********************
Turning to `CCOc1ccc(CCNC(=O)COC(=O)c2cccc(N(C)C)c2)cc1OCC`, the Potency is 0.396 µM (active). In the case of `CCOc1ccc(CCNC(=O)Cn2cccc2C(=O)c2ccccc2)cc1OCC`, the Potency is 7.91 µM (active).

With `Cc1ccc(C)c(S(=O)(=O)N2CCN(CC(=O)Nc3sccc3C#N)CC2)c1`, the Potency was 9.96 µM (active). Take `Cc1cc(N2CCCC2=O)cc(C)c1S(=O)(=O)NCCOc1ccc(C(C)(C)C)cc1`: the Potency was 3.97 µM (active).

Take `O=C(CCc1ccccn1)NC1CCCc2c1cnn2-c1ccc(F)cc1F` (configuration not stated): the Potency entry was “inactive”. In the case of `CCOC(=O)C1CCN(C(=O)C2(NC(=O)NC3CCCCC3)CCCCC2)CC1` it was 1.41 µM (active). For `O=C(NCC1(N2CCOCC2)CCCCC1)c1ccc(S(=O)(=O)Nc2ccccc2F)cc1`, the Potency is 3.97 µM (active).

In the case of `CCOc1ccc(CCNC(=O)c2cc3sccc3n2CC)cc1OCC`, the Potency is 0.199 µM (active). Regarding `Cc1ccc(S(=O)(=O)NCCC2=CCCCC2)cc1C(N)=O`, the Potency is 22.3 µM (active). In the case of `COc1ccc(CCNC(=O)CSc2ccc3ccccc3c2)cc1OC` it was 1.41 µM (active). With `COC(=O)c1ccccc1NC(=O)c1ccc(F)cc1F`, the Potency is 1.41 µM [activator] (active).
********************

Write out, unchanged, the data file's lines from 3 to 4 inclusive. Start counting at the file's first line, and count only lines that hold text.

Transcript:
Take `O=C(CCc1ccccn1)NC1CCCc2c1cnn2-c1ccc(F)cc1F` (configuration not stated): the Potency entry was “inactive”. In the case of `CCOC(=O)C1CCN(C(=O)C2(NC(=O)NC3CCCCC3)CCCCC2)CC1` it was 1.41 µM (active). For `O=C(NCC1(N2CCOCC2)CCCCC1)c1ccc(S(=O)(=O)Nc2ccccc2F)cc1`, the Potency is 3.97 µM (active).

In the case of `CCOc1ccc(CCNC(=O)c2cc3sccc3n2CC)cc1OCC`, the Potency is 0.199 µM (active). Regarding `Cc1ccc(S(=O)(=O)NCCC2=CCCCC2)cc1C(N)=O`, the Potency is 22.3 µM (active). In the case of `COc1ccc(CCNC(=O)CSc2ccc3ccccc3c2)cc1OC` it was 1.41 µM (active). With `COC(=O)c1ccccc1NC(=O)c1ccc(F)cc1F`, the Potency is 1.41 µM [activator] (active).